The ‘what if’ of Design

One of Design’s greatest super powers is to ask “what if” and produce concepts that visualize this quandary.

When we require Design to justify its work with the Big 3 — business priorities, roadmap scope, and data — we marginalize this super power and relegate Design to a reactive role. Yes, the Big 3 should drive most of Design’s work but not all of it. The most magical outputs sometimes come from the most unjustified inputs.

Here are a few ways you can create space for What Ifs.

1. Set aside time once or twice a year for the entire team to gather and explore What Ifs together. A week is usually sufficient. To some extent you will need to leverage the Big 3 to justify the “time off” with your peers, but with enough notice it can be received as well as a hackathon (which is essentially an engineering What If).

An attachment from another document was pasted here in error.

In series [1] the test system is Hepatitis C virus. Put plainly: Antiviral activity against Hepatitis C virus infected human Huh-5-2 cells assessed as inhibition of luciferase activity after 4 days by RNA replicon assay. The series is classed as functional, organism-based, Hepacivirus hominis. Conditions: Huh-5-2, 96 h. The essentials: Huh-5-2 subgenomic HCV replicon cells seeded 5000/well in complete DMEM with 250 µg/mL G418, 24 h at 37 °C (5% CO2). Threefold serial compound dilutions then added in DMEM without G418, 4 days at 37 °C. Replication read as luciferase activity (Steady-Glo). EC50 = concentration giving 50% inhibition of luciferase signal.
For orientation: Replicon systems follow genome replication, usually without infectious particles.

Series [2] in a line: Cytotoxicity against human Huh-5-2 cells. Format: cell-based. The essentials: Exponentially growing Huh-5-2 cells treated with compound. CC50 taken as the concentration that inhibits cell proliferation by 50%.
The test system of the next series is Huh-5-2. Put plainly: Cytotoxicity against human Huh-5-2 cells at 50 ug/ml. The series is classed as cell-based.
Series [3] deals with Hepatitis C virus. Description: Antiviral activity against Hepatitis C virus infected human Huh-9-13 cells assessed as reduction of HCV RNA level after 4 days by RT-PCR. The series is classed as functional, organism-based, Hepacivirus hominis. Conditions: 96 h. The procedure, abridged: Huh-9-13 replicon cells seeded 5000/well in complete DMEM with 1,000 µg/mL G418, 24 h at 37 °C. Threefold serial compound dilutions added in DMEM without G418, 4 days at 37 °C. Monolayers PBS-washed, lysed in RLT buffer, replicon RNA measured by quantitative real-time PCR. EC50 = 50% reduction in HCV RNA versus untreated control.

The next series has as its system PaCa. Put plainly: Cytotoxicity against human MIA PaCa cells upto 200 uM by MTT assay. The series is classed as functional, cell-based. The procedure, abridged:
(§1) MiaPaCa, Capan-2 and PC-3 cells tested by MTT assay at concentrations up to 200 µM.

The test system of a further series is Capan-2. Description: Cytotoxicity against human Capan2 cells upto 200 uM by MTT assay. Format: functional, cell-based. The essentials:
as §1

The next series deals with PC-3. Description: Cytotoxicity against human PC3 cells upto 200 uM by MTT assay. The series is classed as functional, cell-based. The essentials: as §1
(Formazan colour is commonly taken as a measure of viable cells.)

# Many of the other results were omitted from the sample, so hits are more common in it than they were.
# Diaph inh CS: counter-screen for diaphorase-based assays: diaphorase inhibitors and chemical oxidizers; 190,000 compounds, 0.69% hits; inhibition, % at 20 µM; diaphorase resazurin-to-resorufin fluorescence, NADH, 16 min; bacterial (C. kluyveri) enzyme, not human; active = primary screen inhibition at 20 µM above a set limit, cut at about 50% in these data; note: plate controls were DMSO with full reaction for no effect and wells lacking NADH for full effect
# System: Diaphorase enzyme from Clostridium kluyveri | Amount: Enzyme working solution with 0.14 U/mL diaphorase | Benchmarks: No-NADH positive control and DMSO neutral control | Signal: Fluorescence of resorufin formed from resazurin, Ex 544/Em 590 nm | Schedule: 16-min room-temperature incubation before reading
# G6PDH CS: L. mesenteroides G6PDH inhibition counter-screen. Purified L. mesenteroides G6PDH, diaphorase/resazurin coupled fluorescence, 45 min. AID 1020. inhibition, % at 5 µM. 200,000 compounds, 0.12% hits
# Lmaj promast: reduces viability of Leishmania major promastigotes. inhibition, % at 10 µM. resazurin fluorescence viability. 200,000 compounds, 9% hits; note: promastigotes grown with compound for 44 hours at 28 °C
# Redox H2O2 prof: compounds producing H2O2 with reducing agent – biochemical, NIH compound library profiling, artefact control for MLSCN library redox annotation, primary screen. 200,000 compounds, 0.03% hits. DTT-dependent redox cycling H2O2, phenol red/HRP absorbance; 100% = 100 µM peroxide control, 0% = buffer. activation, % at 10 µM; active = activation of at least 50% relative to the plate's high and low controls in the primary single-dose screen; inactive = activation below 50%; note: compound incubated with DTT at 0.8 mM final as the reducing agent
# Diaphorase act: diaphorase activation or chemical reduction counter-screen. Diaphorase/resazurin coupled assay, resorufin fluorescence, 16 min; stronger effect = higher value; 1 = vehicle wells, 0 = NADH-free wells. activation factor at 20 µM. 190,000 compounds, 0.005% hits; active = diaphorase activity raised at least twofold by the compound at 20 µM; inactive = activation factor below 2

2. Don’t use the word “sprint”. Come up with another term to describe What If time. With my previous team I asked them to use “Design Jam” for divergent exploration with an unknown outcome and “Design Sprint” for convergent acceleration toward a known outcome.

3. Challenge your team to spend time on What Ifs as a more routine part of their job. It doesn’t need to be a ton of time. It might be as simple as asking in design critique “hey have you explored how you might design this for the user if X constraint were removed?”

4. If you are a Design leader it is your privilege and responsibility to help your leadership peers understand this super power. You are at a disadvantage as a business if you’re not leveraging it.

Because EVERYONE is designing with the Big 3 as their rationale. And the companies where What Ifs are actively being explored? That’s where the real innovation is happening.